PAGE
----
Columbia's Ward Reapportionment Committee looks to expand First Ward

Friday, June 24, 2011 | 5:48 p.m. CDT; updated 3:57 p.m. CDT, Tuesday, July 19, 2011
The city’s Ward Reapportionment Committee wants to extend the First Ward west and east to boost its population to more than 19,000 while reducing the Second and Third wards to 18,403 and 17,723, respectively. A public hearing on the plan will be held July 14.

COLUMBIA — Columbia’s Ward Reapportionment Committee met Wednesday to discuss two maps that would alter the boundaries of the First Ward.

The committee's purpose is to redraw ward lines to balance the populations of the wards after the 2010 census showed population variance among wards.

The first map, dubbed Trial A at the committee’s second meeting June 22, expands the First Ward east to include the Benton-Stephens Neighborhood and west to include apartment complexes beyond Stadium Boulevard. As proposed, the First Ward expansion would take territory away from the Second and Third wards.

The second map, Trial B, expands the First Ward northeast along Range Line Street, adding a part of the current Second Ward to its boundaries.

The committee favored Trial A and will present it at a July 14 public hearing, committee member Eugene Gerke said.

The perfect target population for each of the city's six wards would be 18,063, according to city planners who created the proposed maps for the committee. The Trial A proposal would add nearly 4,500 people to the First Ward, boosting its population to an estimated 19,141. It would reduce the Second Ward to about 18,403 residents. The other estimated ward populations would be:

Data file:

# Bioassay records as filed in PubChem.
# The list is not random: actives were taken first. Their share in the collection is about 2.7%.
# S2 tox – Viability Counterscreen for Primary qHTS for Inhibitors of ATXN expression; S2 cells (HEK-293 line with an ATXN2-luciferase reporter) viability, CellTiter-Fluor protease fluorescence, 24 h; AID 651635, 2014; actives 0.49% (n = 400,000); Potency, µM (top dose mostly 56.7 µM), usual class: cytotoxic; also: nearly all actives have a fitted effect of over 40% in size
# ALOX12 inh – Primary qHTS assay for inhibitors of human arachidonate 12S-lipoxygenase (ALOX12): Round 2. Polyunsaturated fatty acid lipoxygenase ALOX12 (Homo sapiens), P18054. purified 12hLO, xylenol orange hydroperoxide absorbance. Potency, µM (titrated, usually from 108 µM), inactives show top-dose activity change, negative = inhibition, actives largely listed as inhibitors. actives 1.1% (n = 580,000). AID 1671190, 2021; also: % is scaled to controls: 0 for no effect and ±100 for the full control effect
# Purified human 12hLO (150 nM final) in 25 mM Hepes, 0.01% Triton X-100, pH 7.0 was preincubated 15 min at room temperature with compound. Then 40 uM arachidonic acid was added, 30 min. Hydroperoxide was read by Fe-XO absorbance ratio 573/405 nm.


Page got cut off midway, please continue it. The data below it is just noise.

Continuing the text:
• Third Ward: 17,723
  • Fourth Ward: 17,820
  • Fifth Ward: 17,184
  • Sixth Ward: 18,229

The committee's main challenge is to increase the population of the First Ward and to reduce the number of people in the Second Ward, which grew faster than any other over the past 10 years. By expanding the First Ward's boundaries east and west, the committee hopes to keep together neighborhoods that are older and have similar infrastructure issues, Gerke said.

“One of the goals is the keep the neighborhood associations intact and not split neighborhood associations,” Gerke said. “Some are already split between wards, and we don’t want to split any more.”

The committee has until Sept. 15 to present a new ward map to the City Council.

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Norman Lampton June 24, 2011 | 8:01 p.m.

The question for the council is this; can you afford to defend the law suit this will bring. No case law supports "neighborhood associations intact" only the 3 Cs of apportionment.

This disparity in populations will not stand Missouri Supreme Court scrutiny.

It will hence forth be called the Ratliff plan!

(Report Comment)
John Schultz June 24, 2011 | 9:22 p.m.

Seeing as how Mary Ratliff is not on the reapportionment committee, the label won't stick.

Perhaps you could recite these sacred three Cs and offer some insight into why (and maybe whom) a suit will be brought?

(Report Comment)

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